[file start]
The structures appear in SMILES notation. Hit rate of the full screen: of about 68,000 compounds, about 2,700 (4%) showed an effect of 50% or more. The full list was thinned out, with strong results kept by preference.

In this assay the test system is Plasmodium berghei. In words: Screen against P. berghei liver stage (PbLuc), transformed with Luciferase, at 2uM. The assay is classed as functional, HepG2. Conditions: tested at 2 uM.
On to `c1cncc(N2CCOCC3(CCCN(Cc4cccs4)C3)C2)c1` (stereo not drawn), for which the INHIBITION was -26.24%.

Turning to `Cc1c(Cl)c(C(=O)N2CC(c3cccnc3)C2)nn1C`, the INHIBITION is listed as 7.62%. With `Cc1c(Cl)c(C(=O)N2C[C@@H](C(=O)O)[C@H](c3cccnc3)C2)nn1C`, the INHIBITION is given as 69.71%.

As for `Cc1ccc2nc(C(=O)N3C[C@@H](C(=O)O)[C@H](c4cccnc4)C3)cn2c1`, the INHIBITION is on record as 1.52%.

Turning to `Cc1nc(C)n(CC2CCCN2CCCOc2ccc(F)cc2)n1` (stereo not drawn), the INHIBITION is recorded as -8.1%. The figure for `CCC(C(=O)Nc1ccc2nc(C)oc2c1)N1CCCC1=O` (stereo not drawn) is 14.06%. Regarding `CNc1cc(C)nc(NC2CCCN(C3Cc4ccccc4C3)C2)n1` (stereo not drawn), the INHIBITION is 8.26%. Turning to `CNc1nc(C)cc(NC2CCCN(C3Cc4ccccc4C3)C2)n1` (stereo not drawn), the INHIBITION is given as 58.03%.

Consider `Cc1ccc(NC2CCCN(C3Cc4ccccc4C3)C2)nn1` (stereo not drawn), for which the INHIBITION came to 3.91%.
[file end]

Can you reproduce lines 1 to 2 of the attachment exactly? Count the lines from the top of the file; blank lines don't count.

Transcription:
The structures appear in SMILES notation. Hit rate of the full screen: of about 68,000 compounds, about 2,700 (4%) showed an effect of 50% or more. The full list was thinned out, with strong results kept by preference.

In this assay the test system is Plasmodium berghei. In words: Screen against P. berghei liver stage (PbLuc), transformed with Luciferase, at 2uM. The assay is classed as functional, HepG2. Conditions: tested at 2 uM.